When police officers do find drugs in a car, they tend to ask questions about it before they write the ticket if it’s a misdemeanor or arrest if it’s a felony. They want you to admit to owning it so they don’t have to prove you knew it was there. It’s always best for the accused to remember they have the right to remain silent and politely refuse to answer questions without having a lawyer present. No officer is going to call a lawyer to the scene to help you and they won’t like your answer, but they won’t be able to use it against you in court. That’s true even if they tell you that exercising your right to remain silent just tells them you’re guilty. They’ve already formed their opinion. Now let the lawyers fight it out in court.
Can more than one person be arrested for the same one baggie of drugs?
Yes. This type of case involves something lawyers and judges call “constructive possession.” That’s a fancy way of saying, the drugs don’t have to be in your hand or your pocket for you to be in possession of it. If multiple people have control over the same substance, than all of those people can be charged for it. For example, if the drugs are being stored somewhere and multiple people have authority to get access to the stash as needed, all of them are in possession of the substance.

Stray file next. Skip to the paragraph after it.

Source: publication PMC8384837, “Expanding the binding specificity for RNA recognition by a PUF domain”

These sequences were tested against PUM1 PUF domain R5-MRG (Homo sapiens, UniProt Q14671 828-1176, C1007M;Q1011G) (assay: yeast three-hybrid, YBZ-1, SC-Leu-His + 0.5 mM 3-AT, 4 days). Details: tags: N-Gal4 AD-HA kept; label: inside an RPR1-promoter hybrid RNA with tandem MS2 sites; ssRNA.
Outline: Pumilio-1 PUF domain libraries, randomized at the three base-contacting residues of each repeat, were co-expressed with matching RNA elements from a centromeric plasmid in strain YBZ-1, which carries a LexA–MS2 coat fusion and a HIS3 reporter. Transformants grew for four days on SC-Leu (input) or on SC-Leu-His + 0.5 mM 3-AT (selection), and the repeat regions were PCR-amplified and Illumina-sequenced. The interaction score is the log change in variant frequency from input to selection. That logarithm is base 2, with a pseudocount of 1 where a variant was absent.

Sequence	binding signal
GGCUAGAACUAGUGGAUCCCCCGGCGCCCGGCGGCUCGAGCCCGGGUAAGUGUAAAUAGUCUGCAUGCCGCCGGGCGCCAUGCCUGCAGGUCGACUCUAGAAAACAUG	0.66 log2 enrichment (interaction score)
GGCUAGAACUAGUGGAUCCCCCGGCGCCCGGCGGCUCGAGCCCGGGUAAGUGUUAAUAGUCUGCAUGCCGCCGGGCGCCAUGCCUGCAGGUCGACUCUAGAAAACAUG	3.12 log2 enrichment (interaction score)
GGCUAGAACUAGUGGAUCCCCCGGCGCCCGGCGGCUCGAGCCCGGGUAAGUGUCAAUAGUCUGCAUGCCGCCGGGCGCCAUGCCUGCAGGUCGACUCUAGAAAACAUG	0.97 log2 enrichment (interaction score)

I see this type of question come up most often when police break up parties or when drugs are found after searching a car that had passengers present in addition to the driver. The story I usually get is that once the drug was found, the police tried to get someone to be big enough to admit it was theirs. No one makes that mistake, and all get charged.
To use more of that fancy lawyer talk, mere proximity to an illegal substance is not sufficient to justify a conviction for possession. In normal people terms, that means that just because it was close to you doesn’t mean it was yours or even that you knew it was there. The guilty person in this scenario may be able to win in court (depending on whether there is other evidence pointing to him). Admitting ownership at the scene would hurt his case. Just like the surprise discovery of drugs in the car described in the question above, exercising the right to remain silent and get a lawyer can help your defense.
This is my first offense and they’ve got me. Can I keep this off my record?